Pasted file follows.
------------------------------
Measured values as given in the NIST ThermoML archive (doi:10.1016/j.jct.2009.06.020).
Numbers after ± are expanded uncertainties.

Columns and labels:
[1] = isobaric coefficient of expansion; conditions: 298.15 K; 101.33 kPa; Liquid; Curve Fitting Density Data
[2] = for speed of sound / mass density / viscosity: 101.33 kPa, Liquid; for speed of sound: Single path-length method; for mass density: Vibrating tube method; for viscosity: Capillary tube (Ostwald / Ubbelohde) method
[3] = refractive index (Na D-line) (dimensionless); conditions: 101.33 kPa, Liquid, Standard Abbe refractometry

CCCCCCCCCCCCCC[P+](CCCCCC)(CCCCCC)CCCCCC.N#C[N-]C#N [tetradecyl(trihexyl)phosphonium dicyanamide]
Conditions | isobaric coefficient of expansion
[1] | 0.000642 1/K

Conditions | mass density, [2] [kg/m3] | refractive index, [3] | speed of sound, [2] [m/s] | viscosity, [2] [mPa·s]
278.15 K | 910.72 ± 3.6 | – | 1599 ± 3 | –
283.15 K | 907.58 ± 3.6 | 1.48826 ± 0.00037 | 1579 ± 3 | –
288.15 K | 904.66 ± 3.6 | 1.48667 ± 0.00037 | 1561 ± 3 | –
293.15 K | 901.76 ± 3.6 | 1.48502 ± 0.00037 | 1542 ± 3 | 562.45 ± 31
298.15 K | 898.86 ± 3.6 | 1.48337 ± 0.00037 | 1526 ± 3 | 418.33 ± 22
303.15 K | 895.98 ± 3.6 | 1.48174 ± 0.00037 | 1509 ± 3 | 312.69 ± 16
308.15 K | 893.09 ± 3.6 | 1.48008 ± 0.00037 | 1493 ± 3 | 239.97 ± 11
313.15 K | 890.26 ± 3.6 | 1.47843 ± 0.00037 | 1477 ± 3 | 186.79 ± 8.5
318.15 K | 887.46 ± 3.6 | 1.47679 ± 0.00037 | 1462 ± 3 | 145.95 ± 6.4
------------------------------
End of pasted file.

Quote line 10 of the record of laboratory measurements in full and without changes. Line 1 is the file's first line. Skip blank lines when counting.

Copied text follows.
Conditions | mass density, [2] [kg/m3] | refractive index, [3] | speed of sound, [2] [m/s] | viscosity, [2] [mPa·s]